Washington Evening Journal
111 North Marion Avenue
Washington, IA 52353
It’s official. The former Winga’s Restaurant will become a restaurant again.
Ed and Isabella Santoro purchased the building several months ago with the intention of opening a restaurant.
But once they surveyed the condition of the first floor of the building, which has sustained significant water damage after being vacant for 16 years and after calculating the cost to bring all systems up to current code, they backed off the idea for a while.
But they were encouraged by community members to open a restaurant, and so they applied for a Main Street Iowa matching grant that, if received, would enable them to move forward.
On Oct. 20 they received word that they got the $100,000 grant.
They chose the name Northside Diner because the restaurant was the Northside Café when John Winga Sr. purchased it.
Isabella was born in Cattolica Italy and moved to Washington during her high school years.
She is a graduate of the University of Iowa. She pursued a career in international relations on the east coast, but she realized after a couple of years that it wasn’t her calling and returned to Iowa to join her family business.
She says she got the entrepreneurial bug from watching her mother, Washington native Lorraine Williams, launch the famous Café Dodici where Isabella and Ed both work.
Ed was born in Rockford, Illinois, and graduated from high school in Washington and then attended the University of Iowa.
Following a career in construction, he met Isabella and started working at Dodicis in 2016. The couple also manages several rental properties.
For years Ed and Isabella dreamed of going out on their own and doing something themselves.
Several years ago, they talked to a bank about buying the abandoned Winga’s building, but they couldn’t swing it at that time.
Like Williams, they believed in revitalizing the town square. Once the Winga family knew Ed and Isabella were interested in purchasing the building, things started to happen, leading to a successful purchase agreement.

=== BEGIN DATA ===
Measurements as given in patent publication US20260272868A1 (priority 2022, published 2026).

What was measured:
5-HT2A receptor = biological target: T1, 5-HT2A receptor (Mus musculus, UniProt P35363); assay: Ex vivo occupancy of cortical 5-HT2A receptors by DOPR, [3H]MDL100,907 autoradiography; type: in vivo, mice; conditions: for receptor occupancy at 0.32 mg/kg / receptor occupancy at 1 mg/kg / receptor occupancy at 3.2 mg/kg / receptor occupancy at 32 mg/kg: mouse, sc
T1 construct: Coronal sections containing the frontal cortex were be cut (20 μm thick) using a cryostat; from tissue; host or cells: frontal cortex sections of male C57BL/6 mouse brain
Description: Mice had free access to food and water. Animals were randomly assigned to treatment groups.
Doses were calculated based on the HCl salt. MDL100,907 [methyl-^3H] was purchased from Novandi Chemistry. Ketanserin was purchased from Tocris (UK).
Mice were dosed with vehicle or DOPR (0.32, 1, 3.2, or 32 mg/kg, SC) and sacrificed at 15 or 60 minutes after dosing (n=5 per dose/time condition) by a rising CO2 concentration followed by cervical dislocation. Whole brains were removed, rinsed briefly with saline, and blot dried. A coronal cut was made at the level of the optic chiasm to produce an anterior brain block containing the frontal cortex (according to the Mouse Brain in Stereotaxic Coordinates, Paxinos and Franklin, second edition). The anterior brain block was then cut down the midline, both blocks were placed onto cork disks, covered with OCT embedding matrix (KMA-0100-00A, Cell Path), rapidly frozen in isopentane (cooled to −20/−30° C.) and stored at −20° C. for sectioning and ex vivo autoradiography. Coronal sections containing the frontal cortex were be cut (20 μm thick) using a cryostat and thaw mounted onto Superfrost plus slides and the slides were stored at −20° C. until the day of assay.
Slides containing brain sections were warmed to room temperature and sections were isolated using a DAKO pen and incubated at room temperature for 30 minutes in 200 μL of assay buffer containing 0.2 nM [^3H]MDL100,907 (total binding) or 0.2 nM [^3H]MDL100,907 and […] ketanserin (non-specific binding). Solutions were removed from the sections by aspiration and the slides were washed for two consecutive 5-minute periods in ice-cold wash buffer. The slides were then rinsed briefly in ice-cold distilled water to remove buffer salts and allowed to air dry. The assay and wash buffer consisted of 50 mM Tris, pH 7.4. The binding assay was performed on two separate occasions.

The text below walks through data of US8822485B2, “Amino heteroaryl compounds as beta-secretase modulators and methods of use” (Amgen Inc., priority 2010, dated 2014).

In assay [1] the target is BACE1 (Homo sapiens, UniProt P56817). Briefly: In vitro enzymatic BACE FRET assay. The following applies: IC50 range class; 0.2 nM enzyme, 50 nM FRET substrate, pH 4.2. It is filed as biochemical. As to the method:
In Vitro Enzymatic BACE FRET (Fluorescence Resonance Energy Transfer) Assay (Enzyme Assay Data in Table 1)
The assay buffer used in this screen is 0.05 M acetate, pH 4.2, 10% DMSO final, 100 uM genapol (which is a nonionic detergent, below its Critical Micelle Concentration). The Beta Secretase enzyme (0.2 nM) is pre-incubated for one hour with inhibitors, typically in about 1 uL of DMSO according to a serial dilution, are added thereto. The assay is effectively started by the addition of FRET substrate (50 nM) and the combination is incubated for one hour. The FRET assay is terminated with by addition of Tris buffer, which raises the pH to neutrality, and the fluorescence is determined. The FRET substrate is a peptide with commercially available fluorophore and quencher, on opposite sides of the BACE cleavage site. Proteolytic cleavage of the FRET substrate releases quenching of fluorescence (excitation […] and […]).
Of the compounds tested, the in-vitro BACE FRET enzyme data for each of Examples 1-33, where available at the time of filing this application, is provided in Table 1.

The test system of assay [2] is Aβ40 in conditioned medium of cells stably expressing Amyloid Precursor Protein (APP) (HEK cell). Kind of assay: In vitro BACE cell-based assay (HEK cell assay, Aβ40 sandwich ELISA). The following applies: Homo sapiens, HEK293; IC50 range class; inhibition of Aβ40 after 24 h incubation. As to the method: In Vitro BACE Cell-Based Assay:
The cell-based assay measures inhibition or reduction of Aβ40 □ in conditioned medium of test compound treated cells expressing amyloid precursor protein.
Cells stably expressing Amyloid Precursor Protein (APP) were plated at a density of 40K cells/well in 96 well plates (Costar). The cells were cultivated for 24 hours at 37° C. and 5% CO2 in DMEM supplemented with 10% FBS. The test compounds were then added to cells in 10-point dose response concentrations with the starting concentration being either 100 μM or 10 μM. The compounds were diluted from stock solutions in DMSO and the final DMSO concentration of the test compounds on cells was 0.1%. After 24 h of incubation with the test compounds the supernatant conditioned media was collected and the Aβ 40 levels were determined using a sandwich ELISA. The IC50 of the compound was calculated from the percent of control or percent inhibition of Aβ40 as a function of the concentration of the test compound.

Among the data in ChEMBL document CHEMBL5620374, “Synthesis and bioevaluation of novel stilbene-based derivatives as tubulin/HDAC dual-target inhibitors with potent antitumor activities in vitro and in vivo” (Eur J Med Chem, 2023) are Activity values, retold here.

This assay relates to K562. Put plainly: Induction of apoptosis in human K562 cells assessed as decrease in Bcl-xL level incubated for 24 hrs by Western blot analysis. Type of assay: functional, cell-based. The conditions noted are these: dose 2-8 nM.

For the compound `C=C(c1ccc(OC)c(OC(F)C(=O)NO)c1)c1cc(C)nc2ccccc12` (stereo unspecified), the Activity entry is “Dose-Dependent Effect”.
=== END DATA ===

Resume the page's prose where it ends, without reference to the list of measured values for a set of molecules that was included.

When the couple walked into the restaurant level of the building for the first time, Isabella said it a-was like a blast from the past. Everything the couple remembered from the restaurant was frozen in time.
The first thing they did was to update the second floor apartment. The floors were sanded, walls were painted, new lighting was installed, and a new renter was found all within a couple of months.
Then came the process of seeking the Main Street Iowa grant.
“We’ve been humbled by how supportive the people of Washington have been,” Isabella said. “I don’t know how to say this humbly, but they seem to think this restaurant will be in good hands.”
The Main Street Iowa Challenge Grant was awarded to 13 Main Street communities in Iowa in 2021, according to Main Street Washington Executive Director Sarah Grunewaldt.
In the past, the grants have been for $75,000 on a matching basis. This year, the amount of the grant was increased to $100,000 on a matching basis.
In the past, four Washington businesses have received the grant including Café Dodici, Frontier Family Restaurant, the Lofts Apartments building on the square and the Triune Building on South Marion.
“Competition for the grant is highly competitive,” Grunewaldt said.
Judges look at factors such as historic preservation, investing in property to create a new business and activation of an underutilized space, she said.
“The next step is to completely renovate the first floor of the building from top to bottom,” Ed said.
The soda fountain will return, and the diner will be open for breakfast and lunch with a menu “with something for everyone” Ed said.
“We would love to try to bring back the selection of pies that was once offered at Winga’s,” Isabella added.
There is no firm opening date but due to supply chain challenges and the fact that Ed will be doing the lion’s share of the restoration work, early spring of 2023 is when the couple estimates they will be ready to welcome customers.